A watchful eye has arrived on San Francisco's bar scene, but not to keep you in check. It just wants to check you out.
A new app launched this weekend that will scan the faces of patrons in 25 bars across the city to determine their ages and genders. Would-be customers can then check their smartphones for real-time updates on the crowd size, average age and men-to-women mix to decide whether the scene is to their liking.
The Austin, Texas-based makers of SceneTap say the app doesn't identify specific individuals or save personal information. But in a city known for its love of both libations and civil liberties, a backlash erupted even before the first cameras were switched on from bar-goers who said they would boycott any venue with SceneTap installed.
SceneTap's ability to guess how old people are and whether they're men or women relies on advances in a field known as biometrics. A camera at the door snaps your picture, and software maps your features to a grid. By measuring distances such as the length between the nose and the eyes and the eyes and the ears, an algorithm matches your dimensions to a database of averages for age and gender.
SceneTap CEO Cole Harper says the app doesn't invade patrons' privacy because the only data it stores is their estimated ages and genders and the time they arrived _ not their images or measurements.
"Nothing that we do is collecting personal information. It's not recorded, it's not streamed, it's not individualized," Harper said.
Whether the company's promises are comforting or SceneTap still seems creepy, it portends a near future when any camera-equipped smartphone will have the ability to recognize faces with a click of the virtual shutter.
Already the iPhone's camera app will highlight a person's face on the screen with a green box before the picture is even snapped. And Apple's iPhoto software will try to recognize the faces of the people in users' pictures to categorize photos automatically by who's in the shot.
Facebook also uses facial recognition software that tries to identify any friends in a photo a user uploads.
SceneTap's San Francisco debut came the same day Facebook went public. Privacy experts say social media has played a major role in making it easier to attach a face to a name.
"Ten years ago if I walked down the street and took a picture of someone I didn't know, there was little I could do to find out who that person was. Today it's a very different story," said Lee Tien, a staff attorney with the Electronic Frontier Foundation, who focuses on surveillance technology and privacy.
Tien says facial recognition technology has advanced to the point that having your picture taken potentially offers up the same degree of identifying information as giving someone your fingerprints. Computer programs can break down high-resolution images in minute detail to identify the distinctive features of individual faces.
Those patterns, rather than the images themselves, make possible the tracking of individuals even without knowing who they are. In theory, a program could also match that pattern to identifiable online images such as a Facebook profile picture.
The threat to privacy from an app like SceneTap depends not just on what's being stored but how easily the system could be converted to become more intrusive, whether by a hacker or under a court order.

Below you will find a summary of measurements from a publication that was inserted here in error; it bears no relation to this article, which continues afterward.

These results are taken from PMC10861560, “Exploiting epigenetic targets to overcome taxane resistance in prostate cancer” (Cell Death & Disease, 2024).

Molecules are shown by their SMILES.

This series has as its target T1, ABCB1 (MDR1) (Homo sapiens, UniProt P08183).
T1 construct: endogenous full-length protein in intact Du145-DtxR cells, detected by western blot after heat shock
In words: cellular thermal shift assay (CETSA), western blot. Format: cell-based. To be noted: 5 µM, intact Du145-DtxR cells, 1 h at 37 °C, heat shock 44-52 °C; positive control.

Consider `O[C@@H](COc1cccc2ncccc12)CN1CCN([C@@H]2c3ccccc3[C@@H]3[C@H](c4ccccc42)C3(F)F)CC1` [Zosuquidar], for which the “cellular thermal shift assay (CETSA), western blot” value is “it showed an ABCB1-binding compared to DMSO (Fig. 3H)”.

"Even if everything is happening the way it is supposed to, then the next question is, gee, is that good enough?" Tien said. "Is that something that you're comfortable with?"
Along with the visual images being deleted nearly as soon as they're snapped, SceneTap's sensors aren't sophisticated enough to recognize individual faces in any case, Harper said. Detecting basic characteristics like gender and age takes much less digital work than identifying individuals, he said.
The 28-year-old CEO argues SceneTap doesn't come close to intruding on personal privacy the way many other ubiquitous technologies already do. Many bars already have video cameras that record customers' every move, creating an archive that could, for example, be subpoenaed in court. And anyone who uses Facebook or Gmail is turning over reams of sensitive personal information to large companies every day.
SceneTap's business plan also hinges on the data it collects. Facebook and Google make money by targeting individuals as precisely as possible. Harper says SceneTap only has the combined data on bar customers' genders and ages. The company hopes advertisers will ultimately covet that data to target bar-goers through the app. The bars themselves can use the statistics to determine what mix of people come in when to adjust their inventories, advertising and promotions, Harper said.
SceneTap is already in use in six other cities across the country, including Chicago and several college towns.
Charles Hall, general manager of Bar None in San Francisco's Marina District, said he decided to install SceneTap to give potential customers another way to interact with the business. He said his decision to use it depended on the company's promise that no information was being collected on individuals.
"I have nothing to gain from doing something that people are going to be up in arms about," Hall said the day before the official launch.
A few hours later, the bar briefly got cold feet because of the negative attention SceneTap had received in the local media. But as of 10 p.m. Friday night, Bar None was "lively," according to the app: a little less than half full, a nearly even mix of sexes, average age 22.